The complete career guide to working smart – how to succeed at a great company

I sucked at my first job. It was 1992 and I had just been hired during a recession at Metropolitan Bank. Barely out of training, my boss Michael called me into his office and explained that my (evil) coworker had blamed me for missing her deadline.

What I learned working for Michael and in the last 15 years hiring and managing my own team will help you avoid career-ending mistakes and help you succeed at a great company where the standards are high. Below, I share how you can be better than 95% of your teammates and get consistently promoted.

I just got promoted cartoonBack at the bank, when Michael reviewed my work he couldn’t tell if I had screwed up or not because my documentation was weak and unorganized. Even if I was a little humiliated to be put on probation just a couple months after starting my first permanent job, Michael turned out to be an awesome boss. What he wanted was simple and correct. He just wanted me to work smart.

It’s easy to suck at your job if you don’t know what your boss wants. Today, if you follow a lot of career experts, you’d think your boss wants you to ‘brand’ yourself. ‘Personal branding’ might be hot now, but we don’t want it. It’s a lot of crap. We crave honesty and sincerity. You’re not a corporation or a cow.

Creating a brand image or personality for yourself is empty marketing – a CYA policy that gets in the way of doing real work. Work smart and everything you do builds trust and value – you won’t need a CYA policy because you’ll always be in demand.

knowing what your boss wantsIronically, your boss doesn’t want to take time to teach you what working smart means. In fact, most bosses would have difficulty listing 20 specific teachable ways to ‘work smart’. Most will say it’s an inherent talent you’ve either have or don’t. I don’t buy it. Below you’ll find 20 ways to earn your boss’s respect and admiration for your work. So, decide for yourself if ‘working smart’ can be learned or not.

It’s not about becoming your boss’s pet. Ultimately, working smart is a step on the path to finding satisfaction in your work. Until you can match-up what you do with who you are as a person, you’re unlikely to find happiness at work. The problem with sucking at your job is that it gives you very little power to make changes.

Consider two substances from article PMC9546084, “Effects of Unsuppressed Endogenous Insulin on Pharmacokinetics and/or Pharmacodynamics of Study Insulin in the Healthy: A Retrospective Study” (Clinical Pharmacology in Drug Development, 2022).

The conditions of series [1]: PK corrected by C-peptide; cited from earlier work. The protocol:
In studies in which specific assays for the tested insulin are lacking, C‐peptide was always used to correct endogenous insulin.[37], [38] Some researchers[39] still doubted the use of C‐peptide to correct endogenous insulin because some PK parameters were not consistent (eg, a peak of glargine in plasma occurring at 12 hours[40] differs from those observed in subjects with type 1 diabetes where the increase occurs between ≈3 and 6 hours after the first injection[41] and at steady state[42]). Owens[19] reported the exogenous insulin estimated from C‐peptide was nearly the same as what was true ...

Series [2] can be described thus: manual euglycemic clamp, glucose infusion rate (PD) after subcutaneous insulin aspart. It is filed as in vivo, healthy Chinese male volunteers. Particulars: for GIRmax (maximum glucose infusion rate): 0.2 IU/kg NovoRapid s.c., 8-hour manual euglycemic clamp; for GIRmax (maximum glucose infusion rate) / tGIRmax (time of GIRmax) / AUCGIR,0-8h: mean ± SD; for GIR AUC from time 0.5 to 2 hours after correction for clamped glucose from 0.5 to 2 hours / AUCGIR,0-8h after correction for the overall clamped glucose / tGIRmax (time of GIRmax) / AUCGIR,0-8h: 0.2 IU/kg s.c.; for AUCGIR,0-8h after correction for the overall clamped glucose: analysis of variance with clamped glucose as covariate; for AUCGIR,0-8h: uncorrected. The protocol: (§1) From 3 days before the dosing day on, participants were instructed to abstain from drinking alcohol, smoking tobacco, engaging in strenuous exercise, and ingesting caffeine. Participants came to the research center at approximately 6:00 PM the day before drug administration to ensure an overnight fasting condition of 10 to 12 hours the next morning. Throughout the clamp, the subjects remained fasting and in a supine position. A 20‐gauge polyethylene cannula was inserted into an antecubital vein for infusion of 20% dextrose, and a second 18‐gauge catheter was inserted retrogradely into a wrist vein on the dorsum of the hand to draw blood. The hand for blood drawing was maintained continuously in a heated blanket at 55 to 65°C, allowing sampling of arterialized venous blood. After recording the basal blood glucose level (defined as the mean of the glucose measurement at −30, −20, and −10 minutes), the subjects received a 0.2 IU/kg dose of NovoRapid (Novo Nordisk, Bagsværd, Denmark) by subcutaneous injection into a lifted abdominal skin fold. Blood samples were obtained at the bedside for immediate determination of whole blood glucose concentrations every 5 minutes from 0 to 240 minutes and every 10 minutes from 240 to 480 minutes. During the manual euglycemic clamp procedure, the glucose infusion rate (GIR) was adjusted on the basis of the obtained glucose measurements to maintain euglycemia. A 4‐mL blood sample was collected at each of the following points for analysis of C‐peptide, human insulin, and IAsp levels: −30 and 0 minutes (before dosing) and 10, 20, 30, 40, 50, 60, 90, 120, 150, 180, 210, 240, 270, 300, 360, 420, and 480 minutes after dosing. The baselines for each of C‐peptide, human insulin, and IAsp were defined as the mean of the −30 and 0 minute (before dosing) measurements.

would you like a new boss?You need some leverage to get flexibility in your career — that might mean money in the bank (also called f*ck-you money) or a good relationship with your boss and previous bosses (for references). You can get all those things by working smart. You can also quit your job and start a business (if you do, your boss is now the customer and all the lessons below still apply). This is about being effective, nothing else – about becoming a diamond in the eyes of your boss.

If you’re in a job search and want to work at a great company, the rules are the same. The only difference is that everything you write and say will be scrutinized more closely for clues as to how you will perform on the job. If you suck in the job search, we know you will suck on the job. Want to get it right? Use “The complete job search guide – how to land a job at a great company“.

The stakes are high. Twenty years ago when I was starting my career, the difference between being average and working smart was the difference between a good career and a great career. That was before the Internet. Today, working smart can make the difference between having a career and having nothing. Your competition is radically tougher today — game on!

a raise and a promotion?Your thoughts become actions so choose the advice you take to heart wisely. There’s a career expert on every corner today. Most have not built companies as I have. Most have something to sell you; I don’t. These lessons exist because I love to teach and write. OK… I also hope you’ll share these pages with your friends and use our job search engine.